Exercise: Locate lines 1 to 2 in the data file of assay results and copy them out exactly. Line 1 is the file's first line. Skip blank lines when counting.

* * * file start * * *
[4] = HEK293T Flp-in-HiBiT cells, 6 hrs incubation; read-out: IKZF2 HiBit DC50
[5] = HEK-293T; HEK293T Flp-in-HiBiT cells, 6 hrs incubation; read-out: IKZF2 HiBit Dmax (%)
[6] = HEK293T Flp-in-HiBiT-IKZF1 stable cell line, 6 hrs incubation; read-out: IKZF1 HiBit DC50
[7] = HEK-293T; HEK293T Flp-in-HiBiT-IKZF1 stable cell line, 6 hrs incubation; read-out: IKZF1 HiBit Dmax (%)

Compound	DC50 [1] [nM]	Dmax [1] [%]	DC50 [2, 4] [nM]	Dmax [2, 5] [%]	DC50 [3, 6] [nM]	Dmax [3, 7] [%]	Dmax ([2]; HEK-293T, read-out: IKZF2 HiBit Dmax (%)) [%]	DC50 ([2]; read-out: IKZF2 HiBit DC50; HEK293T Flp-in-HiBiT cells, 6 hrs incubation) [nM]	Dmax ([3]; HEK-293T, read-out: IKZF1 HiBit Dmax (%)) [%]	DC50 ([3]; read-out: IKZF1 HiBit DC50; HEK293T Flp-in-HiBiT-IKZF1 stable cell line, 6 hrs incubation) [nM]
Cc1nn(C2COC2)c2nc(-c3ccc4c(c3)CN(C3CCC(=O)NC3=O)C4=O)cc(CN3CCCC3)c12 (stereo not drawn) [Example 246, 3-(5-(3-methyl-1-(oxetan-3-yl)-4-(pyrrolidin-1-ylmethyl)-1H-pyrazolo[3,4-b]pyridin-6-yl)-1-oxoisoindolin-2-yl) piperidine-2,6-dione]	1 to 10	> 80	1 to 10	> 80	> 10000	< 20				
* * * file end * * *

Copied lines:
[4] = HEK293T Flp-in-HiBiT cells, 6 hrs incubation; read-out: IKZF2 HiBit DC50
[5] = HEK-293T; HEK293T Flp-in-HiBiT cells, 6 hrs incubation; read-out: IKZF2 HiBit Dmax (%)